Monday, April 8, 2013

I survived another spring break

Well, I survived another spring break.
No, I was not partying so hard I almost coughed up a kidney (like the good old days), my spring break was busy, but not nearly as much fun and barfing up body parts.
My spring break was filled with the laughter of young ones as they enjoyed carefree days away from the confines of school walls.
Sounds nice, except the ‘young ones’ I am referring too were a herd of 16- to 17-year-old boys.
There was anywhere from three to nine of them in my humble home at any given point in time. They were here for eight days, that’s more than a week of having a swarm of teens rampaging through my abode.
My wife worked for five of those days. I have never seen her so happy to go to work in my life. She would say fare-thee-well and then skip down the driveway to the car, humming a little tune while I looked mournfully out the window in anticipation of another day of semi-controlled chaos.
Aside from the constant noise of the TV, Xbox, computer and whatever else they had going on was the ever-increasing volume of their voices.
It would seem when young men get together they tend to get rather loud. They don’t mean to, but with that many people all talking at once, the volume has to increase so they can be heard.
Of course after a while the volume raises to a point where people in a different hemisphere can hear them.
They also move in a pack. When one decides to assault the food stocks, the others joined, to create a feeding frenzy that would be right at home on a National Geographic special.
Crews could set up hidden cameras and add commentary about the food lust of the young human male, especially when a fresh kill of lasagna has been spotted.
I have seen those documentaries where lions take down a zebra and they all feast on the beast by tearing it to shreds. Child’s play compared to a pack of hungry teens. Even Murphy the Wonder Dog stayed out of the dining room for fear of being swept up in the feeding frenzy furor.
They would eat just about everything in the pantry except the dust, and I am pretty sure if I put some pepper on it, they would have eaten that as well.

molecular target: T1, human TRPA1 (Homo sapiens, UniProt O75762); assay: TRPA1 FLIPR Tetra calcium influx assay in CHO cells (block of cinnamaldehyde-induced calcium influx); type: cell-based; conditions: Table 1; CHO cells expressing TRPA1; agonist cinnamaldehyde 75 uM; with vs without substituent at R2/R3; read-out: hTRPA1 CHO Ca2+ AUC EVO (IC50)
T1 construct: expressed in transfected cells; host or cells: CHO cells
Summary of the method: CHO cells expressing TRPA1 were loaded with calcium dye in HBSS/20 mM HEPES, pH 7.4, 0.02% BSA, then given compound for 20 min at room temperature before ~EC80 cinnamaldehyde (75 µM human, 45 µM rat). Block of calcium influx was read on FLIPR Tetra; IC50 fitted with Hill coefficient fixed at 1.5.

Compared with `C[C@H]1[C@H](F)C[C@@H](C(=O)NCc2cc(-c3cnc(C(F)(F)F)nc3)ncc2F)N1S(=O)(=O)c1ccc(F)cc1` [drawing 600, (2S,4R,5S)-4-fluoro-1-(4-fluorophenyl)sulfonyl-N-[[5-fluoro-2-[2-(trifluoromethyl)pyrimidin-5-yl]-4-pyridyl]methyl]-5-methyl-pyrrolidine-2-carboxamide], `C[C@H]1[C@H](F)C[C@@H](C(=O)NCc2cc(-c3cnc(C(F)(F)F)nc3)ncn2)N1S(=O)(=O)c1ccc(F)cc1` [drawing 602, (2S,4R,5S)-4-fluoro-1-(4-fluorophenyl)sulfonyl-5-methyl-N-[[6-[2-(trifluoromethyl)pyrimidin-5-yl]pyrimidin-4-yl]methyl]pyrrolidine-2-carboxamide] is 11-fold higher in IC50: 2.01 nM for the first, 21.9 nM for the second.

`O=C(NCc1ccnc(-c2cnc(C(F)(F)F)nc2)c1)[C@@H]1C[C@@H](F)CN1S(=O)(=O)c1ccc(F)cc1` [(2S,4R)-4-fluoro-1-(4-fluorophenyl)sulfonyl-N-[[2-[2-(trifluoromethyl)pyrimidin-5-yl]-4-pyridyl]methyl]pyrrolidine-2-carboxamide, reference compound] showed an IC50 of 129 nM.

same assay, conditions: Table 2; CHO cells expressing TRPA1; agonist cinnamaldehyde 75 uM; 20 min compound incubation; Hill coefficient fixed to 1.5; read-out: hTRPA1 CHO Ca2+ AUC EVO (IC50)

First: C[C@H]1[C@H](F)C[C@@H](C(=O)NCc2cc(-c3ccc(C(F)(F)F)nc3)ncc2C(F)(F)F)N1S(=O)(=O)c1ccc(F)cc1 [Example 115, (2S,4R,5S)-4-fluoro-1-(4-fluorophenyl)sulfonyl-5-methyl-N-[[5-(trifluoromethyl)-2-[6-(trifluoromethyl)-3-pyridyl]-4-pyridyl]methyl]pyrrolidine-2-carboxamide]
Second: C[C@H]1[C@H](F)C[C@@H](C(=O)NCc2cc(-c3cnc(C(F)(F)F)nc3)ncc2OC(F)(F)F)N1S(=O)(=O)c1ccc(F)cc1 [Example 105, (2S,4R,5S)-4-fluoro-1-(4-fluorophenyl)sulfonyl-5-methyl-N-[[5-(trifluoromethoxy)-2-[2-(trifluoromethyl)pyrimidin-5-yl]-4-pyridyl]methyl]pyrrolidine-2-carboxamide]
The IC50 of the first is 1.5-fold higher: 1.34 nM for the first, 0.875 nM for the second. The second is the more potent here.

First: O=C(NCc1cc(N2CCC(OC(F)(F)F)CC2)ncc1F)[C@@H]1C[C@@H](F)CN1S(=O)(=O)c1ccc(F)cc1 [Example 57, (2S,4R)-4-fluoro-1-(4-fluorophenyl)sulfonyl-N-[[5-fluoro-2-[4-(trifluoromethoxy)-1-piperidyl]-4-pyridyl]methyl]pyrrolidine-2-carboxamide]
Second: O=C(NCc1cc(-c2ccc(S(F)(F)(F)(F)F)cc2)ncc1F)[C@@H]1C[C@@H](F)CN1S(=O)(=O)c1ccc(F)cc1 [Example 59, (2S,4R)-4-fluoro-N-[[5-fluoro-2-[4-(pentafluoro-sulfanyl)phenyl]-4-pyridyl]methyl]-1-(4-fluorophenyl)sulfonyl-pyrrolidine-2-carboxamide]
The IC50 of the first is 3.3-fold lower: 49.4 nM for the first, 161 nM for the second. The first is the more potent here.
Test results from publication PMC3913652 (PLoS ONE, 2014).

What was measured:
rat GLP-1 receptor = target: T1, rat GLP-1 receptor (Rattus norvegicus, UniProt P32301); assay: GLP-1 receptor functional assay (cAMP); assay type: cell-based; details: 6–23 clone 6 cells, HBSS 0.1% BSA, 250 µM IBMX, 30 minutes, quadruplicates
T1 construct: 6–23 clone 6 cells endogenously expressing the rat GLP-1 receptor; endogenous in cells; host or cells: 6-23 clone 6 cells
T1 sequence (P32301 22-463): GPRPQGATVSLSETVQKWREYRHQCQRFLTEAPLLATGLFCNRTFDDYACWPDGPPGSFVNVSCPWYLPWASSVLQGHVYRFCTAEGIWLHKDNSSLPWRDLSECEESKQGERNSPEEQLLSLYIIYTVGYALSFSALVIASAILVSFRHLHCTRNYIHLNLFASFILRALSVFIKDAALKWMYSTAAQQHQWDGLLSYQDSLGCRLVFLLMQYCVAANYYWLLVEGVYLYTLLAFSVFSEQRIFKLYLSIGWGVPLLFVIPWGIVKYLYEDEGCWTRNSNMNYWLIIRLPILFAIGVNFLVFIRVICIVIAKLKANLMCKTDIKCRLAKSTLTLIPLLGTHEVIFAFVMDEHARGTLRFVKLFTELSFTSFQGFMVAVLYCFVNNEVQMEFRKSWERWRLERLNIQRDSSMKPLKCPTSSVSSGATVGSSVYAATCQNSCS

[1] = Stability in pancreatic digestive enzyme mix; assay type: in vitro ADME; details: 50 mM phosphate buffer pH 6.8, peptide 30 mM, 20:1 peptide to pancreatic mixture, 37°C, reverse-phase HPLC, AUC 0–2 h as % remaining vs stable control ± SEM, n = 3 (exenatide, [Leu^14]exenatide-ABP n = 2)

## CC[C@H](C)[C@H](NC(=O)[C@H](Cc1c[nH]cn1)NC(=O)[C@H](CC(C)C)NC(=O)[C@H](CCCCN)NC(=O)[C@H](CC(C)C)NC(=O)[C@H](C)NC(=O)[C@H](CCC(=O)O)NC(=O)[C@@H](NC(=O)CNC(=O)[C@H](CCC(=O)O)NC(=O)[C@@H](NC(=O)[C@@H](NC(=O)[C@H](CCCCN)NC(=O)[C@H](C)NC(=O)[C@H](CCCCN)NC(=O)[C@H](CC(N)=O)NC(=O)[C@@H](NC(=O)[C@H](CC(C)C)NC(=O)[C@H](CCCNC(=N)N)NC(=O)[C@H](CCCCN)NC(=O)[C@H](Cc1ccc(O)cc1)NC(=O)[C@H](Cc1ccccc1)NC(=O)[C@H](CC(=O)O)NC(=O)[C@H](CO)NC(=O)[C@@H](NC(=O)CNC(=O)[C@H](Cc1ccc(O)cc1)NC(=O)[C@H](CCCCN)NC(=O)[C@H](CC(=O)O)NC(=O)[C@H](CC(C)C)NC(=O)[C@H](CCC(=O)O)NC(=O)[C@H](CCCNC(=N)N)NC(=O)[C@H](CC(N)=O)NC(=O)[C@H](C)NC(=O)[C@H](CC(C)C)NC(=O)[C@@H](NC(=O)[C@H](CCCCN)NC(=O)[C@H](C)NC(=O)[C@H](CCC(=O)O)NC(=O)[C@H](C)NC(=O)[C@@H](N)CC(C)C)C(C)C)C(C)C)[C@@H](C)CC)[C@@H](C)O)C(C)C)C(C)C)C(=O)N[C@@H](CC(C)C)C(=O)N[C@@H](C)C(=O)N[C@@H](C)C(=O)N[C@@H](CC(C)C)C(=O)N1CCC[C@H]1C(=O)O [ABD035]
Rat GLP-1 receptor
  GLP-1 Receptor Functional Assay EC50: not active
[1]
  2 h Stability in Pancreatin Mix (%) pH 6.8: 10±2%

There are no drugs or booze allowed, and foul language will not be tolerated - period. These young men honour that, which shows respect for my home.
I like that.
But I must admit I do find it stressful to be ‘the house’ where everyone gathers.
Teenagers don’t mean to be slobs, it just comes naturally, but they do clean up when I remind them – sort of.
I have given this speech more than once: “Gentlemen, take a close look at me. Do you see the words maid or servant written anywhere on my clothes? No you do not, so that means you have to clean up after yourself.”
Most of the time they do, but occasionally dishes are forgotten and wet towels from a shower frequently end up in a ball behind the bathroom door.
It is also not cheap being ‘the house’ where everyone gathers and hangs out and eats and eats and eats and…
So being ‘the house’ is loud, stressful, frustrating, expensive and at times downright annoying.
But what else can I do? It provides a safe place to hangout, a place away from the temptations of the street and they are all very comfortable and relaxed while in my home (even if I’m not.) So as they file through the front door I smile, offer them something to eat and brace myself for the onslaught of activity that comes with hosting the herd.
The bright side of having nine or so teens running around my house is when there is the usually two or three, it is easy to handle. Almost like a stay-at-home vacation.
Spring break is over for another year so the herd has gone back to their respective homes and schools. The house is quiet, there are actually leftovers in the fridge and the milk jug is not empty – for now anyway.

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